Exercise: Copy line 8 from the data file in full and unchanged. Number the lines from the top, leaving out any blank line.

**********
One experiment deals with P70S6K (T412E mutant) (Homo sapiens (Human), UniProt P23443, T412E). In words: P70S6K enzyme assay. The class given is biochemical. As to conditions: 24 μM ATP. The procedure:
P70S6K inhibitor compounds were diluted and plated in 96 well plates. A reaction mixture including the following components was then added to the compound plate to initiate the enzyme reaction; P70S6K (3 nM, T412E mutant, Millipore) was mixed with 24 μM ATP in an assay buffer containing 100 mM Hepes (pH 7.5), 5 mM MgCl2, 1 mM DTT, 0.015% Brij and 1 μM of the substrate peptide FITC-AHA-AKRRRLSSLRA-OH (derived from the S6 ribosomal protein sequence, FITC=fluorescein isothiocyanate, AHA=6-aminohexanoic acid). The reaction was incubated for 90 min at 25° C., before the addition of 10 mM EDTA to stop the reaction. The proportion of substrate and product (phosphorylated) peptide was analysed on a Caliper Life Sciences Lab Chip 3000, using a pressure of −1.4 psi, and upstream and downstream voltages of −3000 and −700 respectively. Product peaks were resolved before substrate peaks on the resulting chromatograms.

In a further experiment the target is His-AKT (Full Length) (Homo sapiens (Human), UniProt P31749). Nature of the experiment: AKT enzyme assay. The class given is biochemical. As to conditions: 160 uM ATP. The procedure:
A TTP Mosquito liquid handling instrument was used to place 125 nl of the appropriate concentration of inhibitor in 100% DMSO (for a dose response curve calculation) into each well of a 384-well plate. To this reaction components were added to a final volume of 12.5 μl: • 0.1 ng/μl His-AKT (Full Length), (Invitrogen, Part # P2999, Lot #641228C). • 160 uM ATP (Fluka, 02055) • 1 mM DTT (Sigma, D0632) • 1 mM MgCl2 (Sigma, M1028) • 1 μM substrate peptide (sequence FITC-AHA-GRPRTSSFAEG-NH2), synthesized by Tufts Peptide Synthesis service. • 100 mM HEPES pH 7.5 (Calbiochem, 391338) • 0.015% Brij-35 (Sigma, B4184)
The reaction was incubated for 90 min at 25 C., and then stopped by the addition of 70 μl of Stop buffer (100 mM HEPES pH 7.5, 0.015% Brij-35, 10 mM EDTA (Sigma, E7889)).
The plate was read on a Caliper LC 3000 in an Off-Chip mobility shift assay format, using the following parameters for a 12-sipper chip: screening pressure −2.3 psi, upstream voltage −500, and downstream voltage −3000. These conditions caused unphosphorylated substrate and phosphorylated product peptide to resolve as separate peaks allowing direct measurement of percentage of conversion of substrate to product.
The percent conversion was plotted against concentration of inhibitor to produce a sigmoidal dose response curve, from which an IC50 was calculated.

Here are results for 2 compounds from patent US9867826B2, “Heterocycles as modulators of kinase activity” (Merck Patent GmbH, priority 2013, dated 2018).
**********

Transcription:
Here are results for 2 compounds from patent US9867826B2, “Heterocycles as modulators of kinase activity” (Merck Patent GmbH, priority 2013, dated 2018).